Press

Southern Living

Dishing with Andie MacDowell /July 2011
“Where: Early Girl Eatery in Asheville, NC. “It’s like a greasy diner without the grease,” says Andie. On her plate:…eggs over easy, grits and vegetarian biscuits with gravy.”

Southern Living

Best Breakfasts in North Carolina / March 2010
“This beloved Wall Street institution serves a wide variety of breakfasts all day, drawing from local produce. Co-founders and owners Julie and John Stehling (vegetarian and pork lover respectively) value the other’s veggies or pork, so tasty tofu and delectable local sausage live in harmony on the menu. You’ll find grit cakes topped with tomato , spinach, poached eggs, tomato gravy and avocado for the non-meat crowd. Bacon, country ham, or local sausage are also readily available here. DON’T MISS: Vegan Tofu Scramble, Local Sausage and Sweet Potato Scramble”

Bon Appetit

Early Girl Eatery/ Asheville, NC / January 2009
Who says southern food is just for carnivores? Here, diners can order eggs with bacon, local sausage, country ham – or tempeh. This old-school-meets-New-Age vibe runs throughout the menu, where there’s a Vegan Tofu Scramble and Shrimp and Grits. The delicious hybrid is a reflection of owners John and Julie Stehling. He comes from a long line of southern cooks; she’s all about wellness. Best of The Year “Top of the Morning: More Breakfast Spots We Love”

Bon Appetit

Feature / February 2009
Is a satisfying pork-free southern breakfast possible? We’ll let the biscuit with vegetarian herb-cream gravy and the vegan tofu scramble at this hip Asheville spot answer that question. There’s no letdown at dinner, with sweet potato-black bean cakes, tempeh Reuben, and, for meat lovers, local lamb shanks. “Modern Vegetarian”

New York Times

Feature / September 2007
“Grab a hearty but healthy breakfast at the Early Girl Eatery, a friendly haunt of hip Ashevillians for the past six years that culls its ingredients from local farmers. Try the sausage and sweet potato scramble, a delicious mix of eggs, sausage, shiitake mushrooms, spices and sweet potatoes.”

New York Times

Feature / September 2002
“Freshness is the appeal of Early Girl Eatery…named for a tomato popular with gardeners. The long list of vegetables may include baked lima beans and squash casserole. Entrees like roast chicken with herb gravy are straightforward and flavorful. The uncluttered dining room is decorated with jars of home-canned vegetables and plants hanging in the windows. Dinner for two with wine is about $50.”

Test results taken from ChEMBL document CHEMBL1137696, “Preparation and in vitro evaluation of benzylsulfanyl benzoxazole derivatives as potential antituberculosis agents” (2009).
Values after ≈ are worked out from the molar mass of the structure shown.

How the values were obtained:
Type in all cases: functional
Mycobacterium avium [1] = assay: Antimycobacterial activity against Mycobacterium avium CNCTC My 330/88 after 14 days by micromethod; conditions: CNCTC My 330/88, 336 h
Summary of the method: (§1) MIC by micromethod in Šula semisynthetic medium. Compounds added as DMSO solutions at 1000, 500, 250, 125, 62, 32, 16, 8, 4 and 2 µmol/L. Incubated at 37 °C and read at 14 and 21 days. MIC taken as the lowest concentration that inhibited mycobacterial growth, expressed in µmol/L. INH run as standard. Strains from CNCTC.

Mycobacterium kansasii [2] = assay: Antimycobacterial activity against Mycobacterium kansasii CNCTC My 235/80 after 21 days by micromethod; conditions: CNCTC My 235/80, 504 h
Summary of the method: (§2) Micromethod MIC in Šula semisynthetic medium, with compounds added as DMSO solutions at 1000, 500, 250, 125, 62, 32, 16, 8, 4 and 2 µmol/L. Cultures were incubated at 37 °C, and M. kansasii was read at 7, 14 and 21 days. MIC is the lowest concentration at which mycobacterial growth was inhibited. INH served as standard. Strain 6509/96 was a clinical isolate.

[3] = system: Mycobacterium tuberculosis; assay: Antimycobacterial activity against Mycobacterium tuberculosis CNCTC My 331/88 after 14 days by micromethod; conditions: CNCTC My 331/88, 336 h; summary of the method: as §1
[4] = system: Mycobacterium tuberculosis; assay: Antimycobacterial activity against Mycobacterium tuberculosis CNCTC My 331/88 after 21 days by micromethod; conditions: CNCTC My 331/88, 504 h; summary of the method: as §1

National Geographic Traveler

Feature / September 2007
“Well before “locavore” became a buzz word, John and Julie Stehling looked to local sources to supply their Asheville, NC restaurant, the Early Girl Eatery. They wanted to support farmers making the transition from tobacco to food. Named for a cool-climate tomato, Early Girl is one of a growing number of innovative restaurants in town showcasing the bounty of today’s Appalachia and drawing visitors to their tables.”

USA Today

Feature / May 2007
“For the ethically picky, Early Girl Eatery, Asheville, NC”

Southern Living

Feature / March 2003
“Morning at its best — start with breakfast at Early Girl Eatery. They serve lunch and dinner too, but I had to try a lazy Saturday morning feast. I skipped the tofu scramble. (You’ll see a lot of tofu on menus in this town). But the stack of buttermilk pancakes with double-cut bacon on the side wonderfully satisfied my a.m. appetite. The stone-ground grits they serve are milled nearby and come with a generous pat of butter. Biscuits arrive at the table with that soothing flavor of home — without you making the effort or mess in your own kitchen. John and Julie Stehling own this place, and John’s brother runs the slightly similar Hominy Grill in Charleston, South Carolina — another favorite we’ve shared with you in the past.

Gourmet

Feature / October 2003
“Coining a restaurant name and marrying it with a logo that captures the prevailing gestalt is no small task. John and Julie Stehling, owners of the two-year-old Early Girl Eatery, in Asheville, North Carolina, wanted something that would herald their commitment to fresh-from-the-farm vegetables. Pattypan Squash was fey; Better Boy was in-your face. Early Girl, a reference to an early-maturing tomato, was a last-minute choice. Emblazoned with a pop-art logo that has a retro naivete, Early Girl T-shirts are now snapped up by visiting and local fans alike.”

Organic Style

Feature /January/February 2004
Like the hybrid tomato for which it is named, this restaurant was a quick bloomer. Thanks to careful groundwork, success hit soon after John and Julie Stehling opened their casual, organic-driven restaurant in downtown Asheville in October 2001. “When we moved here, we spent three months driving around, meeting farmers, and joining everything we could think of to get in the loop,” says John, the executive chef, who made partnerships with more than a dozen area growers for the menu and local artists for the funky, festive decor.
Turning Point
“I worked as a cook at a dance festival in western Massachusetts — there were a lot of macrobiotic people and international performers from Cambodia and the rest of the world. I was exposed to different eating habits, and it raised my awareness.”
Signature Dish
“Spinach potato cakes — they’re almost like latkes. We take cooked potatoes and run them through the ricer; add local cheese, organic eggs, cooked fresh spinach, lemon zest; and top it with a seasonal tomato gravy.”
Source He is Proudest Of
“We work with the Appalachian Sustainable Agriculture Project, which is trying to shift farmers from tobacco to organic-produce crops.”